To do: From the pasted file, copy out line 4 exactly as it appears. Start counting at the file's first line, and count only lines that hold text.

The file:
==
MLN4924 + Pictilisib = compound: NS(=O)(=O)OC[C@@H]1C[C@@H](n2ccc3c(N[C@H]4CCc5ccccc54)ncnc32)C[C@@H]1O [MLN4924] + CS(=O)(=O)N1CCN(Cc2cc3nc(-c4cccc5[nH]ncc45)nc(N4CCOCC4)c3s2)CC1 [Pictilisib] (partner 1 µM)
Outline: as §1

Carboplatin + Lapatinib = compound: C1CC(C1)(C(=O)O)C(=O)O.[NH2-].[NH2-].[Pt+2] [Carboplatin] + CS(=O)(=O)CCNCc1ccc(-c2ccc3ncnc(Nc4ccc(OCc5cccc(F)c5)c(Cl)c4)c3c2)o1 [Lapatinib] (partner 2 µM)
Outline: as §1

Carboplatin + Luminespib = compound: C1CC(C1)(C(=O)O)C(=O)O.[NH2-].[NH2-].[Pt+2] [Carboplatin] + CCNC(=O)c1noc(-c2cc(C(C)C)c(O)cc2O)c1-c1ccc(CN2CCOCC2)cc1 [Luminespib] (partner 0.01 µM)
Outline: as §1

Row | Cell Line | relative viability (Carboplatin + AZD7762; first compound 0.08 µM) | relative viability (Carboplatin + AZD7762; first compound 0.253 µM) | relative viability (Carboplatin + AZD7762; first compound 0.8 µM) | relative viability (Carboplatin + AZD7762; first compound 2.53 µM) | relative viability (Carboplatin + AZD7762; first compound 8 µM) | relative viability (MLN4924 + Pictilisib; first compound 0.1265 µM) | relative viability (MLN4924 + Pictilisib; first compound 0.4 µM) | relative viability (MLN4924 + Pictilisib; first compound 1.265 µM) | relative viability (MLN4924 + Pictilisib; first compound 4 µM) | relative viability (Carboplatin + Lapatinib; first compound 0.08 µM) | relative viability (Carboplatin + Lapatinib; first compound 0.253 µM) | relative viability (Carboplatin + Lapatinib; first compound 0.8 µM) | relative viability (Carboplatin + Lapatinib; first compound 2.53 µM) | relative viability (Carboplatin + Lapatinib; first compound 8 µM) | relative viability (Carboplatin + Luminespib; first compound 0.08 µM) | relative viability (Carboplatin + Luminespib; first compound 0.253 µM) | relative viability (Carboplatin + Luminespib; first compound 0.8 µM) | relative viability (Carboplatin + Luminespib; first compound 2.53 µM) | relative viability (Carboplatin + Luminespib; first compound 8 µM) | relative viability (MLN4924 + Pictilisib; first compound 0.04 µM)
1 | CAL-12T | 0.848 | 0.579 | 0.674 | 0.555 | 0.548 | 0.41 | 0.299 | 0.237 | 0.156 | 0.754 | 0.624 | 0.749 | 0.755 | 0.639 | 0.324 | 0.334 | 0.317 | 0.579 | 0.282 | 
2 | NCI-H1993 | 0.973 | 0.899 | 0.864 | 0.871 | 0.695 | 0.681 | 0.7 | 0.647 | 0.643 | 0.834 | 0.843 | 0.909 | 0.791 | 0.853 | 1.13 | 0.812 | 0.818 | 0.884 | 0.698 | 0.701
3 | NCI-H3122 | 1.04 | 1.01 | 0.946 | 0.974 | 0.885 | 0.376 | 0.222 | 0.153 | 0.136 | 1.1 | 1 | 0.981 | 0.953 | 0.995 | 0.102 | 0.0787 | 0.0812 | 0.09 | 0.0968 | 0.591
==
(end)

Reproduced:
Outline: as §1